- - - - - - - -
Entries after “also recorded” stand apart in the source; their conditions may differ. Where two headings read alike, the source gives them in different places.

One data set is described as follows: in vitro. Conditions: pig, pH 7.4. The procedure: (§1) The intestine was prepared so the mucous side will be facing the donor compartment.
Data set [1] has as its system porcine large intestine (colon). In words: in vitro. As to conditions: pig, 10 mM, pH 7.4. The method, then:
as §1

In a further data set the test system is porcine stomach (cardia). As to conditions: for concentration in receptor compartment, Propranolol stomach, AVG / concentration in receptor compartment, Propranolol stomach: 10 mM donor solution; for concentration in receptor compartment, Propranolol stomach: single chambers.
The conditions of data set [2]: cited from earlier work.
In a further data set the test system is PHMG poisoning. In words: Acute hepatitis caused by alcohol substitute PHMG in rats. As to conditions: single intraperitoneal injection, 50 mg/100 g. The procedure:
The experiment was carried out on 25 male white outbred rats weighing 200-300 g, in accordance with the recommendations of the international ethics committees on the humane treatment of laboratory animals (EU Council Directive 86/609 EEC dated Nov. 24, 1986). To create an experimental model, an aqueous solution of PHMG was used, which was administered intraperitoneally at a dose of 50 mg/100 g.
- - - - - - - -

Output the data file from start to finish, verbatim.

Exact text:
Entries after “also recorded” stand apart in the source; their conditions may differ. Where two headings read alike, the source gives them in different places.

One data set is described as follows: in vitro. Conditions: pig, pH 7.4. The procedure: (§1) The intestine was prepared so the mucous side will be facing the donor compartment.
Data set [1] has as its system porcine large intestine (colon). In words: in vitro. As to conditions: pig, 10 mM, pH 7.4. The method, then:
as §1

In a further data set the test system is porcine stomach (cardia). As to conditions: for concentration in receptor compartment, Propranolol stomach, AVG / concentration in receptor compartment, Propranolol stomach: 10 mM donor solution; for concentration in receptor compartment, Propranolol stomach: single chambers.
The conditions of data set [2]: cited from earlier work.
In a further data set the test system is PHMG poisoning. In words: Acute hepatitis caused by alcohol substitute PHMG in rats. As to conditions: single intraperitoneal injection, 50 mg/100 g. The procedure:
The experiment was carried out on 25 male white outbred rats weighing 200-300 g, in accordance with the recommendations of the international ethics committees on the humane treatment of laboratory animals (EU Council Directive 86/609 EEC dated Nov. 24, 1986). To create an experimental model, an aqueous solution of PHMG was used, which was administered intraperitoneally at a dose of 50 mg/100 g.